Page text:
Andy Kill, 23andMe communications director, said in a response, “We do not share any customer information with investors, or any China-based companies or labs. We do all of our lab work in the US.”

The U.S.-China Economic and Security Review Commission report said the worry is that the Chinese government could compel private Chinese companies to disclose any U.S. data they have collected or surreptitiously take the data. The report said:

Although none of the investments or partnerships detailed appear to involve state-owned enterprises, the possibility remains that the Chinese government may still be able to force or compel private companies in China to disclose the data they have collected (or surreptitiously take the data). While there are no known instances of biotechnology companies handing over patient or customer data to the Chinese government, such a move would not be unprecedented.

There is also the risk of cybertheft. 23andMe’s own chief security officer, David Baker, recently expressed concerns over China wanting to steal the company’s genetic data.

“That is not a billion dollar business; that is a hundred billion dollar business, which is certainly an interest to nation states,” Baker said in a March 9 Telegraph article.

Kill directed Breitbart News to a statement on its website. It said, “while our teams regularly review and improve our security practices to help ensure the integrity of our systems and customer information, it is never possible to fully guarantee against breaches in security.”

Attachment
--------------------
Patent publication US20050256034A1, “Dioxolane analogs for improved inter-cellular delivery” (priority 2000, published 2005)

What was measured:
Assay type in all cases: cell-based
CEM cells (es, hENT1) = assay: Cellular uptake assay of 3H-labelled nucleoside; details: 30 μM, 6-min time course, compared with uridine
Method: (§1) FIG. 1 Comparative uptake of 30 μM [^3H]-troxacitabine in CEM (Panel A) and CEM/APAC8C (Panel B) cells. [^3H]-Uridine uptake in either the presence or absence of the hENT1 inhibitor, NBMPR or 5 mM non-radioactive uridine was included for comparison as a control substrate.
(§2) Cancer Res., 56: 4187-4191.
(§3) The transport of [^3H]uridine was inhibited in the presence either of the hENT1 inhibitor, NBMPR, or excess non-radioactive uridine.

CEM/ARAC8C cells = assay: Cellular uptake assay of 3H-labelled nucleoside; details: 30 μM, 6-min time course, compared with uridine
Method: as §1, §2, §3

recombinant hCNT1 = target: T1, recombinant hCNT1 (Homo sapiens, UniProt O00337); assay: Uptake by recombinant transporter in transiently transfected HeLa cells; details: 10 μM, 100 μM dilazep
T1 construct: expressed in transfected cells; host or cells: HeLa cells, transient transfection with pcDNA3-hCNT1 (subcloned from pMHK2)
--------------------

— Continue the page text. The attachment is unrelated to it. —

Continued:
Since taking office, the Trump administration has been quietly increasing its oversight of U.S. firms allowing significant investment from Chinese investors.

U.S. start-up firm Veritas Genetics was forced to close its U.S. operations in December after failing to attract new investors who were skittish over the company’s heavy Chinese funding. In June, the Committee on Foreign Investment in the United States (CFIUS) forced health-tech company PatientsLikeMe to find a new buyer after forcing its Chinese owner to divest its stake.

Members of Congress have also been increasing oversight of Chinese activities in the U.S., too.

Rep. Jim Banks (R-IN), a China hawk and co-chair of the House Armed Services Committee’s Future of Defense Task Force, hinted in a tweet in January the concerns behind DOD’s memo, specifically naming 23andMe:

Banks also said at a hearing in February that the task force was investigating the issue.

Under questioning by Banks, Chairman of the Joint Chiefs of Staff Gen. Mark Milley testified that China obtaining American DNA would multiply their ability to exploit individuals.

“There’s all kinds of things that can be done. And — and I don’t want to, you know, spook the herd, but there’s a lot of things that could be done,” he said.

Defense Secretary Mark Esper added, “Particularly at a time when they’re building a 21st century surveillance state in China, if you think about them exporting that technology abroad and being able to identify key Americans, whatever the case may be.”

The Pentagon did not respond to a request for comment by deadline.


Follow Breitbart News’s Kristina Wong on Twitter or on Facebook.


Please let us know if you're having issues with commenting.